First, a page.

By Chuck Mikolajczak
NEW YORK (Reuters) - The dollar advanced on Tuesday after weak euro zone inflation data for September heightened expectations of stimulus from the European Central Bank, while world stock markets recorded their largest quarterly drop in more than two years.
The dollar hit a four-year high against a basket of major currencies, putting the greenback on track for its biggest quarterly gain in six years, and a two-year high against the euro after consumer prices in the euro zone rose 0.3 percent year-on-year, slowing from 0.4 percent annual increases in August and July.
The inflation estimate triggered a rise in expectations for ECB President Mario Draghi to make clear when the ECB meets on Thursday that he is ready to take more stimulative action.
"The reason we saw this today was because of the inflation readings in the euro zone," said Peter Cardillo, chief market economist at Rockwell Global Capital in New York.
"The dollar, based on the dollar index, is probably reaching a short-term peak here. The prospects of the ECB moving as early as this Thursday might be somewhat exaggerated."
The dollar index, which measures the greenback versus six major currencies, rose 0.4 percent to 85.914. The index has gained 7.7 percent over the last three months, the biggest quarterly gain since 2008 and a record-breaking 11 successive weeks of gains.
The higher dollar pressured commodities, as gold touched a nine-month low before paring losses. The metal was down 6.1 percent for September, its sharpest drop since June 2013 and the first quarterly loss of the year on expectations of further gains in the U.S. currency.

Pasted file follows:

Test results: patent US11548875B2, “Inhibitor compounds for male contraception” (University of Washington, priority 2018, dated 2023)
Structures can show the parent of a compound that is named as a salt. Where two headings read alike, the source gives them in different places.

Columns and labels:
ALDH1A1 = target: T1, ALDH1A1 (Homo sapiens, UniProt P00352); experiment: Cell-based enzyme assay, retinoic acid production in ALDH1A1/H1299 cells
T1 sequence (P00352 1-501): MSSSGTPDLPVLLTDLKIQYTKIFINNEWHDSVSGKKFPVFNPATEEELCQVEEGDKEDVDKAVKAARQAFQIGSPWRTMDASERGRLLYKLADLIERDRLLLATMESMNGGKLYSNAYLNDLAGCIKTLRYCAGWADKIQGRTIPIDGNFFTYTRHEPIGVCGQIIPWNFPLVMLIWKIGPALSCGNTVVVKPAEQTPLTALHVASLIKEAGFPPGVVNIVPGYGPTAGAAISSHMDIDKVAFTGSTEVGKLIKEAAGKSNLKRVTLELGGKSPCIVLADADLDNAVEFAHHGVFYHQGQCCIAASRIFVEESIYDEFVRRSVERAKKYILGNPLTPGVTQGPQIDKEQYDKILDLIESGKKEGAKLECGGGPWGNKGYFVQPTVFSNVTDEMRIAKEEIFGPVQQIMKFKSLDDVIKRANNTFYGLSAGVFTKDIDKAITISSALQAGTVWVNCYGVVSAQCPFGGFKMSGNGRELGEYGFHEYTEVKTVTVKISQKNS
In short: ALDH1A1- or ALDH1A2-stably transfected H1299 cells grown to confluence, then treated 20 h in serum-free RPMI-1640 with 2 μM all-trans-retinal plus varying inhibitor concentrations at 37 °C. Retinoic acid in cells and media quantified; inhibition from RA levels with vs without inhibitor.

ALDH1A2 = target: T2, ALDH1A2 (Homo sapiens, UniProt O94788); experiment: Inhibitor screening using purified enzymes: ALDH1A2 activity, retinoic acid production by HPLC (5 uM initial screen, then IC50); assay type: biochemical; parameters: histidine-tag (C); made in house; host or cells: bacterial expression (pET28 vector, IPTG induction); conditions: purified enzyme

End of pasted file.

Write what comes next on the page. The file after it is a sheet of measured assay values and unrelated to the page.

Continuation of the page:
Spot gold was off 0.6 percent at $1,208.50 an ounce, trimming losses after data pointing to unsteady U.S. growth, while copper closed out its worst month since March and was last down 1.1 percent for the session.
Brent oil slumped below $95 a barrel, hit by dollar strength and ample supply, and recorded its deepest quarterly drop in more than two years. [O/R]
Brent for November delivery settled down $2.53 at $94.67 a barrel after hitting a more than two-year low of $94.24 for its worst percentage drop since January. It has lost nearly 16 percent in the third quarter, its biggest quarterly drop since April-June 2012.
U.S. crude settled down $3.41 at $91.16 a barrel, its worst percentage drop since November 2012 and also notched its biggest quarterly fall since the second quarter of 2012.
Many analysts believe it is the beginning of a potentially seismic shift in the financial status quo, based on expectations the U.S. economy will outgrow Japan and the euro zone for years, pushing U.S. interest rates higher.
The euro sank below $1.26 for the first time since September 2012, hitting a low of $1.257 on trading platform EBS, an almost 1 percent drop. The euro later pared losses, to trade down 0.43 percent at $1.263.
MSCI's all-country world stock index of 45 countries dropped 3.4 percent in September and lost 2.8 percent for the quarter for its biggest quarterly fall since the second quarter of 2012, when the euro zone's debt crisis peaked.
The index edged down 0.2 percent while the FTSEurofirst 300 index of top European shares closed up 0.7 percent. [.EU]
The Dow Jones industrial average fell 28.23 points, or 0.17 percent, to 17,042.99, the S&P 500 lost 5.48 points, or 0.28 percent, to 1,972.32 and the Nasdaq Composite dropped 12.46 points, or 0.28 percent, to 4,493.39.
The 10-year U.S. Treasury note was down 4/32 in price, yielding 2.5042 percent.
(Reporting by Chuck Mikolajczak; Editing by Chris Reese and Dan Grebler)